-ConBigotes (Longtime supporters of spf 50 sunblock and varied jam flavors)


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Chronicles of the “Oreg-ornia” Coast

San Francisco, CA (1,488 miles)

It’s been a long two weeks and we’re long over due for a post or 6. Sorry to those who do give a damn about us for the lack of blog related communication, but internet is hard to come by when you live in a mobile tent. Anywho, currently in San Francisco thanks to the Ashley and Ryan McCalley residence, we have exactly 54 minites at the local public library to attempt to update you all on our whereabouts and recent goings on.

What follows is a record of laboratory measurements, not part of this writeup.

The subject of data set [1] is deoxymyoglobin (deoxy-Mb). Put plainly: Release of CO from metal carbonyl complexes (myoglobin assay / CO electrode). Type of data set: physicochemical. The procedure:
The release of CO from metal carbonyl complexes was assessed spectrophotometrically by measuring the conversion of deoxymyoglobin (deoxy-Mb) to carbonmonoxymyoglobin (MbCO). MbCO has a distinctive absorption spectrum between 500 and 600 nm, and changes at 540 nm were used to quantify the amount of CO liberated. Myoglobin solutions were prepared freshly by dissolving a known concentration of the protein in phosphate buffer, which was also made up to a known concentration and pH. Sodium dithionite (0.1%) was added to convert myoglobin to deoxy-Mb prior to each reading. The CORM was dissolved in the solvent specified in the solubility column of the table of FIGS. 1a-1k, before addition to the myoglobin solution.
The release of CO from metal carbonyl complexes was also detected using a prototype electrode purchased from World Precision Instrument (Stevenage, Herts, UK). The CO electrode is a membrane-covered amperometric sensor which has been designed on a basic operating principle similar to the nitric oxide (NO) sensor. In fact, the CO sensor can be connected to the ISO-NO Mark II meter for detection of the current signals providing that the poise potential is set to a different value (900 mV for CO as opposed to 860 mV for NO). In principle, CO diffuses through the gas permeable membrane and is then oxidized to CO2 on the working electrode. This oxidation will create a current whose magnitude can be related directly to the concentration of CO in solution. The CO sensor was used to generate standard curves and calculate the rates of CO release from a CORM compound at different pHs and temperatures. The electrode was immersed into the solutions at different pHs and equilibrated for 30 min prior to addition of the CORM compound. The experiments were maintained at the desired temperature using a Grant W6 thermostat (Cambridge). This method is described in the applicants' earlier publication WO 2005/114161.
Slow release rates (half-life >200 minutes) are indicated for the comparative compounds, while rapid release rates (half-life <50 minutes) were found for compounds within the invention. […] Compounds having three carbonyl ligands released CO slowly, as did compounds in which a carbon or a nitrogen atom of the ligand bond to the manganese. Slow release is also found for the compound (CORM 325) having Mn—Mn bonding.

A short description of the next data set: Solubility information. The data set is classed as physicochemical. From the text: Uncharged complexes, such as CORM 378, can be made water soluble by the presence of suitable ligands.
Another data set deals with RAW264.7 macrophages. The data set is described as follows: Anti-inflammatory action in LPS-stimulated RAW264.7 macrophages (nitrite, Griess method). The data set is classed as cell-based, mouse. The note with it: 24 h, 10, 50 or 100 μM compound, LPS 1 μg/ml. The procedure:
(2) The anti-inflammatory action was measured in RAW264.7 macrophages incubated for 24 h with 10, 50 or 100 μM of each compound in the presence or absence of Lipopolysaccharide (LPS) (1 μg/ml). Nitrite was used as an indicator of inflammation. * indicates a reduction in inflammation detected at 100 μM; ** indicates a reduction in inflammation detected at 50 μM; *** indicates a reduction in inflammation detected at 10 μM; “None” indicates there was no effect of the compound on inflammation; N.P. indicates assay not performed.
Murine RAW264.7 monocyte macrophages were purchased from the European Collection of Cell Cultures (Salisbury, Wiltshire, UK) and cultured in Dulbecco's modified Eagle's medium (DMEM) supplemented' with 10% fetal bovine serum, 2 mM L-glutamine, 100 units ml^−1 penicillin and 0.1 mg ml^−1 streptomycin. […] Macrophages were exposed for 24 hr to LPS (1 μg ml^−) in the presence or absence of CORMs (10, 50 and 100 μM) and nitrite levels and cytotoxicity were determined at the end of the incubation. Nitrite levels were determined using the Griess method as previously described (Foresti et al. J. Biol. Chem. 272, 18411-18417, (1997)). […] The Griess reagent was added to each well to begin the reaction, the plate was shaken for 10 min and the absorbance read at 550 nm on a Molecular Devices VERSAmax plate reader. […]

Sad to leave friends in Portland after a few days R&R we shot west towards the Oregon coast for some of the better trip scenery thus far and healthy tailwind. There, unbeknownst to us, we cought up with other swarms of riders on the Pacific Coast Bike route and moving State Part to State Park down the coast became life for a while. Kevin “don’t call him Robert” Hurst and Dan Zlotsky had the misfortune of riding with Ryan and I for a while. Kevin, a 52 year old 25 year old with better stamina then us all, was heading home for the Weaverville, CA area after a quick 2 week jaunt and Dan’o, a Brookl’onian dressed tastefully in all black attire and a freshly purchased Surly LHT, was headed down to LA. I could go on for days about the joys of these two gentleman, but to sum it all up, they were damn fine men and more often then not, put up with our shit.